Tackling the health of the nation’s diet is no easy task but even small improvements could make a positive difference.
Many larger food companies have been working for some time to reformulate their products to make them healthier. Many have made significant progress especially with regards to salt reduction and removal of trans fats.
For example, IGD’s best practice guide shows how Dairycrest reduced the fat and saturated fat in their cheddar cheese by a third, and how Mitchells and Butler’s reduced the salt in a pub dining burger by 65%.4
But for reformulation to have an impact there needs to be improvement from companies large and small, even though some may argue that the latter group’s contribution to the overall diet is relatively small.
This may be the case, but collectively SMEs make a huge contribution to our diets. Over half (58%) of grain mill and starch based products are manufactured by SMEs, as are 45% of processed and preserved meats and 39% of dairy products5 - demonstrating that product improvement by these smaller companies collectively could have a significantly positive impact on the diet of the population.
What are the barriers?
Larger companies, likely to invest in both new and improved product development, will have dedicated research and development teams and possibly a company nutritionist. This makes product improvement more accessible. Smaller companies however, may not have specialist internal resource or a nutritionist and therefore may not even be aware of the importance of reformulation and relevant government policies.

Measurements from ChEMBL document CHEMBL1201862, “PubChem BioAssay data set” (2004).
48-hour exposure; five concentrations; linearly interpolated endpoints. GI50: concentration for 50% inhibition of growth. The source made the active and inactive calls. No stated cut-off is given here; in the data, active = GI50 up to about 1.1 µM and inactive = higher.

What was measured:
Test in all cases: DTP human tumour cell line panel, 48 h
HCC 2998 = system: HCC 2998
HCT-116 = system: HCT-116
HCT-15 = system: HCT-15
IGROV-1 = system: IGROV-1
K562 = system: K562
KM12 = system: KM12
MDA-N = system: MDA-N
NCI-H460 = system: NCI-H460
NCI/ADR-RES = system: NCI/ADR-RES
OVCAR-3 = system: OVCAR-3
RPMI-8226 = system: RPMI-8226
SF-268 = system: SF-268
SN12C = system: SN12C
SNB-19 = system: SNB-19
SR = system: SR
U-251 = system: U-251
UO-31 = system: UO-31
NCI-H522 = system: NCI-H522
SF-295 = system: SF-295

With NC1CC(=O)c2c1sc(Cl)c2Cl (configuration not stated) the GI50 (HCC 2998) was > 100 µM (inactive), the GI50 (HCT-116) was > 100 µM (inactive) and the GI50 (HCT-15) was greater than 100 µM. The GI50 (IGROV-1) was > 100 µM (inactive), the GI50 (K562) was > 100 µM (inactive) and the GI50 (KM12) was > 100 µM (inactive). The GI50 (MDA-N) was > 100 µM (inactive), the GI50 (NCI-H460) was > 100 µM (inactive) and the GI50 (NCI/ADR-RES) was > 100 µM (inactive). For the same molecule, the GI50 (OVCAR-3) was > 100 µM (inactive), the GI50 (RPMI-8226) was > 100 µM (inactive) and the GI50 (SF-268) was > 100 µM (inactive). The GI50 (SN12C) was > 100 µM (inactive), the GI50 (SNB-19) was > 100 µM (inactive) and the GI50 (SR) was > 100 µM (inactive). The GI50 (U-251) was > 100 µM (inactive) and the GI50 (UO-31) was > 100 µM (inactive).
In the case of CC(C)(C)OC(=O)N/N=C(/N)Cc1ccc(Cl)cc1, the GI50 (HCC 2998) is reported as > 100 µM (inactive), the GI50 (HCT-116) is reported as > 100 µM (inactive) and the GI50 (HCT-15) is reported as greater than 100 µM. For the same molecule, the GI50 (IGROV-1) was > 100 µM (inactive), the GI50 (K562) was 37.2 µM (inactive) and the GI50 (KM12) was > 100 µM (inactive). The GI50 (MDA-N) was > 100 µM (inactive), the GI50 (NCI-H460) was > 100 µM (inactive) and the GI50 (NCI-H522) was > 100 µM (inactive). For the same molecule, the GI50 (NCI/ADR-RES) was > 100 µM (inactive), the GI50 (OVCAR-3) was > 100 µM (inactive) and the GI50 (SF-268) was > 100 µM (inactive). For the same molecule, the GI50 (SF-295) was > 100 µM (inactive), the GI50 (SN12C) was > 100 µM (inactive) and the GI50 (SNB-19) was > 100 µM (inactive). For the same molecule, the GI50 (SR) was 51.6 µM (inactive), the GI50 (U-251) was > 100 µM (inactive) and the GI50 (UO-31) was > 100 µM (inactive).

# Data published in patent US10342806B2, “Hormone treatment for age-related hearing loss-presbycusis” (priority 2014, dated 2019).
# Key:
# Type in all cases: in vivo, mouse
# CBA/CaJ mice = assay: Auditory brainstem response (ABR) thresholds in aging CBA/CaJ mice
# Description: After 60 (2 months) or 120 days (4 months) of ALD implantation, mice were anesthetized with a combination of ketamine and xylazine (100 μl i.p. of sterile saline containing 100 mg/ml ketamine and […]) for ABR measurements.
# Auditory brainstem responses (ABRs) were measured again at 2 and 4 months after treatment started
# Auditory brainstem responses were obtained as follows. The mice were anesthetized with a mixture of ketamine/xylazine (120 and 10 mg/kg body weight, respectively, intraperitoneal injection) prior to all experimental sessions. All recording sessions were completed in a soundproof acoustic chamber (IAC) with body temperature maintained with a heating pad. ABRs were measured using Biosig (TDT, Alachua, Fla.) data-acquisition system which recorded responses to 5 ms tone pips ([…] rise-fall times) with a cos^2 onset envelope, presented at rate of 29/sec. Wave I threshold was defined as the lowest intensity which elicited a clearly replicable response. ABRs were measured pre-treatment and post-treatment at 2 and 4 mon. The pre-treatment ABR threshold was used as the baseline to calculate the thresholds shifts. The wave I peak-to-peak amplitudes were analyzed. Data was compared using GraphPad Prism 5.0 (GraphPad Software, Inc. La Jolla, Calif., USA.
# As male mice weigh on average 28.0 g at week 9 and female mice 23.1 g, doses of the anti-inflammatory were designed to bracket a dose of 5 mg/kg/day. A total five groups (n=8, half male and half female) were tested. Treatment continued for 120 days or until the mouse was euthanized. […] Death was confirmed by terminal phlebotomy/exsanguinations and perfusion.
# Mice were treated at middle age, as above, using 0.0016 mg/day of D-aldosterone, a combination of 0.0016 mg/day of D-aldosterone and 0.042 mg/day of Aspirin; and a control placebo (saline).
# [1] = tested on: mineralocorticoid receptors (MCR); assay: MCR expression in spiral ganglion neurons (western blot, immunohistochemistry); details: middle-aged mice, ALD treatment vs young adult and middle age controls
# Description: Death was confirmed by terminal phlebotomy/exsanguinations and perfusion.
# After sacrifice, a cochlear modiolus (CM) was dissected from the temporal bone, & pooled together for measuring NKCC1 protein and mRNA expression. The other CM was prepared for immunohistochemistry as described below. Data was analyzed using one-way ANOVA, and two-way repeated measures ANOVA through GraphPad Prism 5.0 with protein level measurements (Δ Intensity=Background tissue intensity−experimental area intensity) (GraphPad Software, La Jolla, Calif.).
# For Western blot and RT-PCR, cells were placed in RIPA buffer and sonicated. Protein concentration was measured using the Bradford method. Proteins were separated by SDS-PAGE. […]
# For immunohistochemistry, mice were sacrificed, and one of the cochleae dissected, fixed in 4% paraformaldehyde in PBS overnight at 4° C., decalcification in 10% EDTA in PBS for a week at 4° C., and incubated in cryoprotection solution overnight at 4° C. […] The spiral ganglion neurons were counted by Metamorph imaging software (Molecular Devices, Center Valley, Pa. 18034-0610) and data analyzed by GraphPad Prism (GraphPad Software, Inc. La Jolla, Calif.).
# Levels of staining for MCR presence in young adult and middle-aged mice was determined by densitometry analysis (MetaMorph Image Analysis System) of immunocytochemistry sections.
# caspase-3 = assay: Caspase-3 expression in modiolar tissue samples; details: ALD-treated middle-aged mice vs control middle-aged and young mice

What has IGD done?
IGD’s Industry Nutrition Strategy Group (INSG) recognised this need for a resource to help smaller companies navigate their way through this complex subject area. There is currently limited guidance available – particularly at no cost - so INSG formed a sub-working group consisting of nutrition and technical experts to create an interactive best practice guide to reformulation.
This user-friendly interactive guide includes:
- Guidance on how to reduce the saturated fat, salt and energy (including sugars) in products
- A downloadable approximate nutrition calculation tool
- A downloadable decision making template
- The latest information on relevant health and nutrition policies
- Guidance on sensory testing and benchmarking
- Best practice case studies
Developed by the industry, for the industry, we hope that companies of all sizes find the guide useful and are inspired to improve the nutrient content of their products, which will ultimately reduce the amount of public health sensitive nutrients in consumers’ diets.
1 *Health Survey for England 2013
2 National Diet and Nutrition Survey - Assessment of dietary sodium in adults (aged 19 to 64 years) in England, 2011. Department of Health 2012
4 Based on raw ingredients
5 BIS (Department for Business Innovation and Skills) BUSINESS POPULATION ESTIMATES FOR THE UK AND REGIONS 2012